Create a cheat sheet.

What can we learn from this civic engagement and/or social movement example?
November 30, 2020
Discuss if the standards permit, reject, or provide guidance on integrating such scales in a report
November 30, 2020
Subject: Statistics

 

Topic: 1-3 Practical R Activity One: R and Rattle Reference

 

Paper details:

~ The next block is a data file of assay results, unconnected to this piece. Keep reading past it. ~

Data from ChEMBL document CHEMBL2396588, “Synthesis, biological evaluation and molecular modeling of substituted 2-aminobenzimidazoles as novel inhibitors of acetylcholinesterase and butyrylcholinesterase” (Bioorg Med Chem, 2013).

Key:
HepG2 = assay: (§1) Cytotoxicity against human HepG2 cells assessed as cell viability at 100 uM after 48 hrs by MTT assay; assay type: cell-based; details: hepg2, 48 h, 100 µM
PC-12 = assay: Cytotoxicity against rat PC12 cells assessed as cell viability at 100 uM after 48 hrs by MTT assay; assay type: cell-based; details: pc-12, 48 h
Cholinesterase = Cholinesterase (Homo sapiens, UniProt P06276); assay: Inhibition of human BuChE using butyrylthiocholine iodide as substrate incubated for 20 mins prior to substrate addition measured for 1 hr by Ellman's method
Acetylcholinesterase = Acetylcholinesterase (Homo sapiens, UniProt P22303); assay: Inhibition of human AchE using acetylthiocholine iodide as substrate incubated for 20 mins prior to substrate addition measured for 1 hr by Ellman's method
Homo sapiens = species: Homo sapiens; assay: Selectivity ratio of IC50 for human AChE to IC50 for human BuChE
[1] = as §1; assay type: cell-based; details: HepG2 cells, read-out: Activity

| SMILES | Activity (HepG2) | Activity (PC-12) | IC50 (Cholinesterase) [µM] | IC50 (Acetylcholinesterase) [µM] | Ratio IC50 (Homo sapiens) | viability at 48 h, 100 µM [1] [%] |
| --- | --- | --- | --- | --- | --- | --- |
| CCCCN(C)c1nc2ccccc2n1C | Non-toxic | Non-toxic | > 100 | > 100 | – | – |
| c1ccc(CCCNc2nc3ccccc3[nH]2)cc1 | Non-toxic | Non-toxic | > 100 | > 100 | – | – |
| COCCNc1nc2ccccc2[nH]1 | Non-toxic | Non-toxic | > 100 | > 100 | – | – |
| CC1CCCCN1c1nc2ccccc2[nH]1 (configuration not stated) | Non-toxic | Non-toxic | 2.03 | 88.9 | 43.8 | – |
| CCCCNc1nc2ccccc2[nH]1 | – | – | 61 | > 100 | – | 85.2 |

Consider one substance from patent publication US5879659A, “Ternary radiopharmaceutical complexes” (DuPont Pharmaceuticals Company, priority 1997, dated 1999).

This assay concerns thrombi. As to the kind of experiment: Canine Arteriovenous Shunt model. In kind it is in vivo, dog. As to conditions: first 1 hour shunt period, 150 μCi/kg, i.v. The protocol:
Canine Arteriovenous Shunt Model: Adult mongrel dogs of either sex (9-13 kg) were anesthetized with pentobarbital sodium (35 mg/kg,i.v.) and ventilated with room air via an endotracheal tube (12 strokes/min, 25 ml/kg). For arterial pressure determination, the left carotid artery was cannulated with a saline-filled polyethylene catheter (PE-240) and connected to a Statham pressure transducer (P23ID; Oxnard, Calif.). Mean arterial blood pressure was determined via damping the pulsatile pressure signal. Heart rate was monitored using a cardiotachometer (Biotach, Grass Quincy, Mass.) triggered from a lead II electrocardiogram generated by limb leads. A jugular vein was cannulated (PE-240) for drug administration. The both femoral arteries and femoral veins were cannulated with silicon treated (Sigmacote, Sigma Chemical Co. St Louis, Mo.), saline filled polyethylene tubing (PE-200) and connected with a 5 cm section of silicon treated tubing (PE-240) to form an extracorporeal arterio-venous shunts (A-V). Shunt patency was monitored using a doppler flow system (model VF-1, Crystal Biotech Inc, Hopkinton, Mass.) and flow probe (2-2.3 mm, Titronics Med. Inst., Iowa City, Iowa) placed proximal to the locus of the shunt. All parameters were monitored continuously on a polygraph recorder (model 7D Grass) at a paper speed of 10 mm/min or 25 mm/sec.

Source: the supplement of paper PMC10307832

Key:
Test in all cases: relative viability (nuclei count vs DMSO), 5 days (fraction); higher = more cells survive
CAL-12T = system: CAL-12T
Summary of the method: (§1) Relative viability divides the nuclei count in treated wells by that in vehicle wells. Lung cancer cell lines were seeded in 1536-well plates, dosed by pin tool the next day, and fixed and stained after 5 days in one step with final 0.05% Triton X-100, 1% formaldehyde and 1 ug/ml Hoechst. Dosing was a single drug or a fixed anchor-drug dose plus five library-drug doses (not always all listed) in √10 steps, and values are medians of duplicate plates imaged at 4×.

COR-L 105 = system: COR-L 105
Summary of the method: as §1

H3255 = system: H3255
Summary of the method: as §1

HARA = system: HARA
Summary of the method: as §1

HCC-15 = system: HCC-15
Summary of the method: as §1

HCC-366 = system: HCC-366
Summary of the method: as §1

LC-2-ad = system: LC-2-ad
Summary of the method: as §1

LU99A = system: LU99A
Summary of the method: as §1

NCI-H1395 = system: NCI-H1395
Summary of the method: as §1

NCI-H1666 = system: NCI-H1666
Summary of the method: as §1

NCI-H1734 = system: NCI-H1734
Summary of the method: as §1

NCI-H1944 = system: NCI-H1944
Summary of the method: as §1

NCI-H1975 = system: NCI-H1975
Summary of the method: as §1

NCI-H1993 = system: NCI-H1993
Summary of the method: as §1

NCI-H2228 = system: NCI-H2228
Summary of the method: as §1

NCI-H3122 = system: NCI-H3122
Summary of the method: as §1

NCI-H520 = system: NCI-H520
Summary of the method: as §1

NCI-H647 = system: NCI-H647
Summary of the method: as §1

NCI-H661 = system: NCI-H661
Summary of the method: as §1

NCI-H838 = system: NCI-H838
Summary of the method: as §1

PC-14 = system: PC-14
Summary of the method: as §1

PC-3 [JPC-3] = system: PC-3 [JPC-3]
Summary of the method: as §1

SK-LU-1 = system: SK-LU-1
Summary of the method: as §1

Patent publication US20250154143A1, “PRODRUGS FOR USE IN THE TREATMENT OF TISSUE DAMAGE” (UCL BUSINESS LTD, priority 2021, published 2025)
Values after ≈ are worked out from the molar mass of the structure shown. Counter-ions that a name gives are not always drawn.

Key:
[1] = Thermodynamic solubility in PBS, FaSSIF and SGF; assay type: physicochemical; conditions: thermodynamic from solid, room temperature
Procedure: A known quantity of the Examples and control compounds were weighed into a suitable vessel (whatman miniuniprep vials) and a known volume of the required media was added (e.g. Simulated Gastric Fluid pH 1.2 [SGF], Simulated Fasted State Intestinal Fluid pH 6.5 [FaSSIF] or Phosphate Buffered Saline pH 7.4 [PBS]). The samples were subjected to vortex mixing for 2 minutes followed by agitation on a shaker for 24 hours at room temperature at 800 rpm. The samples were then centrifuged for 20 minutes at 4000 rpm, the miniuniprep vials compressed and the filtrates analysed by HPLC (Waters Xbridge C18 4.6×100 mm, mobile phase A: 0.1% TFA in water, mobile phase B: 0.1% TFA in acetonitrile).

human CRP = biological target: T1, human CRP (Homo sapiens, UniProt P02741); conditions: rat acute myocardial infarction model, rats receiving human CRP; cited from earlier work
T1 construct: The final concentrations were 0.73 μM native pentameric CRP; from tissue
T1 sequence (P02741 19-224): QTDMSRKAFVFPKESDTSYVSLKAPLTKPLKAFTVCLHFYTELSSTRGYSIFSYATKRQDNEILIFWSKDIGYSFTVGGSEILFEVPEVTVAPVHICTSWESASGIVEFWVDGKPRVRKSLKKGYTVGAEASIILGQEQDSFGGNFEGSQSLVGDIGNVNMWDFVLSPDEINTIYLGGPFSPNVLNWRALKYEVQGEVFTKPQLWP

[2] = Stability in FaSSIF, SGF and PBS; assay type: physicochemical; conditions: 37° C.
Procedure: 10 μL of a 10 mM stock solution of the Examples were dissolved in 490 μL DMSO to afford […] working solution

For this assignment, you will be creating a quick-reference guide, or cheat sheet, for R and Rattle to use throughout this course (and subsequent courses). You may create your quick reference in any format that works best for you—for example, a Word document, PDF, PowerPoint slide deck, or spreadsheet. Regardless of what format you choose, your analysis should include the following critical elements: 1. Starting and quitting R and Rattle 2. Loading a data set 3. Building a model 4. Understanding data 5. Evaluating a model 6. Interacting with Rattle 7. Interacting with R 8. Commands used frequently that you should know Again, this reference is for you. Your instructor will be looking for screenshots, explanations, how-to instructions, and so on. Use words and explanations that make sense to you. This will also help your instructor gain an understanding of how you understand, think about the use of, and interact with R and Rattle. There is no required minimum or maximum length. Screenshots and explanations are required. You may choose to add as many subtopics as you wish to each of the above critical elements. For example, when interacting with Rattle or R, you might include subtopics such as “execute button” or “model tab,” and so on. The following sites are valuable resources you can use as references in building your reference:  Introducing R: Getting Started http://data.princeton.edu/R/gettingstarted.html  R and Data Mining: Examples and Case Studies http://cran.r-project.org/doc/contrib/Zhao_R_and_data_mining.pdf  Introducing R http://statistics.ats.ucla.edu/stat/r/seminars/intro.htm bcq The Very Basics of R

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